Lovely Steampunk-esque Science Teaching Instruments.

Optical Pumping of Rubidium Gas

Boing Boing reader Theodore Gray (he of the gorgeous Periodic Table posters and puzzles I've blogged before) writes in to say,

Much as I hate the term steampunk, I love the style, and I notice a lot of it on boingboing, so I though you might appreciate this company, Teachspin.

I saw their booth at a trade show recently and their instruments are absolutely beautiful, exactly what you'd expect of 19th century fine machining and woodworking, except they are sophisticated modern devices like NMR machines, rubidium time oscillators, and torsion balances, and you can actually buy them. I particularly like the two earth field NMR machines, "Earth's Field Nuclear Magnetic Resonance" and "Earth's Field NMR Gradient/Field Coil System." Here's the optical pump, and the torsion oscillator (which looks much better in person that in that photo.)

Above, the Optical Pumping of Rubidium Gas device.


  1. Wow. Just wow.

    Every classroom should have these.

    (Except that they’re like several thousand bucks a piece.)

    Still, they are beautiful.

  2. That reminds me of something from James Gurney’s Dinotopia series.

    A really beautiful blend of form and function.

  3. I think we can all agree that “steampunk”ness is so very much better when it is part of the device’s function, rather than bolted on.

  4. When I was an undergraduate at VMI back around 2000, we still had quite a lot of (truly) old scientific equipment that looked nearly identical in style to the things linked above.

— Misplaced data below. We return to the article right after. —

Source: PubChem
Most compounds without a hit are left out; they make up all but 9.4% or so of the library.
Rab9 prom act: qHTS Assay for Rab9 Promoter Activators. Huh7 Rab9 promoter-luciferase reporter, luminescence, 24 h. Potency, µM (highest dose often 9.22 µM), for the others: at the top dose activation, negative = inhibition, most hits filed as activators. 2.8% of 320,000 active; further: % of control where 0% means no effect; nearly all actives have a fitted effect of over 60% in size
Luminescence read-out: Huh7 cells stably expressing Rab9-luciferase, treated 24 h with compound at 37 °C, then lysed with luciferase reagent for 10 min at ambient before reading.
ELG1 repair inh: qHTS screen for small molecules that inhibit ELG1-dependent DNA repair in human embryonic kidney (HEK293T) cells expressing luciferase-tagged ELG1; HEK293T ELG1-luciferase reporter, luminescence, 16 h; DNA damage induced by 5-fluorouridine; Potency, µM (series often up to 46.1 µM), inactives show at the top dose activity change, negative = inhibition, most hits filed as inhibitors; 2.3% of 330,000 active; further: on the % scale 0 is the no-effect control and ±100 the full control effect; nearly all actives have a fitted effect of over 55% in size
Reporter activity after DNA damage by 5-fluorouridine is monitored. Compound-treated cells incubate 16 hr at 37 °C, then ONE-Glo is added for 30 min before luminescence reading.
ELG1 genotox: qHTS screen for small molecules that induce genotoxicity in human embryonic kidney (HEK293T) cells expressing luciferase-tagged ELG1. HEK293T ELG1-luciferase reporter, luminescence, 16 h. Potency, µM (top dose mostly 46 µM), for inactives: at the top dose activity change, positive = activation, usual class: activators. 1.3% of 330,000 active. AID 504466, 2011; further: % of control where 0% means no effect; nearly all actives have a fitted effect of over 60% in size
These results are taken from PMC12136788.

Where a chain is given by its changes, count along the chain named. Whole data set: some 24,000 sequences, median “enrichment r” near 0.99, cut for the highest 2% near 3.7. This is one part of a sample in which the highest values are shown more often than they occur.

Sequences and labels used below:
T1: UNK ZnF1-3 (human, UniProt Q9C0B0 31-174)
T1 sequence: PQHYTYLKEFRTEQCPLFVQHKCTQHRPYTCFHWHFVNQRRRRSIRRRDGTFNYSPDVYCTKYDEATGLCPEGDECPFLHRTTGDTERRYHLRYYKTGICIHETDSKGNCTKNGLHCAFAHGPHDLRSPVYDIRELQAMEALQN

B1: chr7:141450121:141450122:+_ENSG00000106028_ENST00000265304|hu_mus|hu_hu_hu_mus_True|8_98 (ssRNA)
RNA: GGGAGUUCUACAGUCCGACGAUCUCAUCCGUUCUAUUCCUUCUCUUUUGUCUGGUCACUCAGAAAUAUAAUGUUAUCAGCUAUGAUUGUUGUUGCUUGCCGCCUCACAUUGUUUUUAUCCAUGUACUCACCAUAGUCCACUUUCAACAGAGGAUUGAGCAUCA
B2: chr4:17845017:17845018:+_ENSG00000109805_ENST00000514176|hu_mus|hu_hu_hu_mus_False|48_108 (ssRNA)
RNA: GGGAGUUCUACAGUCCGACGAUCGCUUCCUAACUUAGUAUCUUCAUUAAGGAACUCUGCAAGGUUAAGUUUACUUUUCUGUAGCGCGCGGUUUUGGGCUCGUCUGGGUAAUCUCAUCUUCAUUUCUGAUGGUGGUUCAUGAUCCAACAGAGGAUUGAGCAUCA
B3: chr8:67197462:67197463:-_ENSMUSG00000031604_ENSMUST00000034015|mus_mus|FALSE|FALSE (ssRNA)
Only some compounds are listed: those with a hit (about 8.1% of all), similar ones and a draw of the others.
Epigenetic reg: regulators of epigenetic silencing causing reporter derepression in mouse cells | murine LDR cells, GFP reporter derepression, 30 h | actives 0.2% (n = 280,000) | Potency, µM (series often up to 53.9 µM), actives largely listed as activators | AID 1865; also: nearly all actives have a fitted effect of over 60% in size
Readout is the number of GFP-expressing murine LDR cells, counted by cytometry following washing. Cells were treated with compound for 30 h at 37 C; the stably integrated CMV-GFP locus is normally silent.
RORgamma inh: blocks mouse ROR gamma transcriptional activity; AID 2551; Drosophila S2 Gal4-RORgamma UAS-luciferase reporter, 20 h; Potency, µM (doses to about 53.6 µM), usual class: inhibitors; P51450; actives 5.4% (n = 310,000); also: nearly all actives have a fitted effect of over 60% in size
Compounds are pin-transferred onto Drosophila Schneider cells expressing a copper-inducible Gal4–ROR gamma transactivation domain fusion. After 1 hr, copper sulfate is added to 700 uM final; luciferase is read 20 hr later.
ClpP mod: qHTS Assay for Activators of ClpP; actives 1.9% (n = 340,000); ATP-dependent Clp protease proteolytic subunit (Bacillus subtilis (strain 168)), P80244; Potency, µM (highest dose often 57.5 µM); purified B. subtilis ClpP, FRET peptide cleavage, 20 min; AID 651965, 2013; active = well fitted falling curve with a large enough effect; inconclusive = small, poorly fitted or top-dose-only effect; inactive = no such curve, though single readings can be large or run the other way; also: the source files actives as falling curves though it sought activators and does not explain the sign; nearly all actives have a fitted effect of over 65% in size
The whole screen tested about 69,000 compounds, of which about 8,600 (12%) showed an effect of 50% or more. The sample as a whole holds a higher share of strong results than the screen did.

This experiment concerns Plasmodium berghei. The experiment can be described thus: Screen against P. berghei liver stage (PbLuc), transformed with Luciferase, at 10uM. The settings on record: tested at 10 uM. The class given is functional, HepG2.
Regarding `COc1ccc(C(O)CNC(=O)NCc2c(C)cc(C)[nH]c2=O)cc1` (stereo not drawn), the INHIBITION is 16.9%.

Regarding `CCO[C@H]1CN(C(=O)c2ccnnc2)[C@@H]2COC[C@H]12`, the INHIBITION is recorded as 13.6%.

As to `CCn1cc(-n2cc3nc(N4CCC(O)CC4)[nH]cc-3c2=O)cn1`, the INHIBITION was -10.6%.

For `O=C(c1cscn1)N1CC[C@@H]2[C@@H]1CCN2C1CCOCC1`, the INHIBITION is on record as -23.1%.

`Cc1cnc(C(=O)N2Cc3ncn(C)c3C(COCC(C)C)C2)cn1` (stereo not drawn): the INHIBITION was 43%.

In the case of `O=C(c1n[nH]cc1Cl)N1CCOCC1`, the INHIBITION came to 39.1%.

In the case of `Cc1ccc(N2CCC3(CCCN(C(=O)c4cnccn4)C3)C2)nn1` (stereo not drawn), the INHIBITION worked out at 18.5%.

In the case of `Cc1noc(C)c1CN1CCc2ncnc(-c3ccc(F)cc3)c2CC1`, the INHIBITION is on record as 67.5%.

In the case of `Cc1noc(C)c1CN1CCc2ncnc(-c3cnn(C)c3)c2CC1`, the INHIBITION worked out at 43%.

I have tried to find catalogs of these kind of instruments online but have been unable to track any down. But since VMI (and many other colleges, I would imagine) no longer use such equipment I am sure there must be some repository or antique company that deals in these things. They are, face it, pretty cool.

    I would encourage anyone who is truly interested to approach a Physics department at any large University and simply ask around to see if they have some big room (probably below ground level) where they keep droves of stuff like this. I know VMI did. – You might be able to take some off their hands at a cut rate. It would be a crime not to let loving owners maintain antique equipment like this.

  5. Nice! I’m jealous of folks who get to play with those NMR instruments. I’ve only been allowed to use real ones. They look cool too but nowhere near as cool as that.

    Science definitely needs more brass and varnished wood.

  6. YES! Thank god, someone else who doesn’t like the word “steampunk”.

    Actually, to be fair, I’m not so against steampunk as I’m against the phrase “Oh, that’s -so- steampunk”. I was one of the smart kids at school and I’ve been left out of enough groups by the popular kids to recognise the signs. Steampunk isn’t a bad thing, it’s a very creative outlet that uses an interesting range of materials and design, it’s got good, bad and crazy sides though and the crazy side is the “movement” thing.

    I think the Times (of London, seriously) did the most damage to any affection I had for it. They got the worst advocate they could’ve who basically made it sound like a combination of private club and fashion craze and I just simply ended up thinking that the guy was full of himself, which is a shame because the instruments above are beautiful work.

    But “steampunk”? Nah, we need a new word again.

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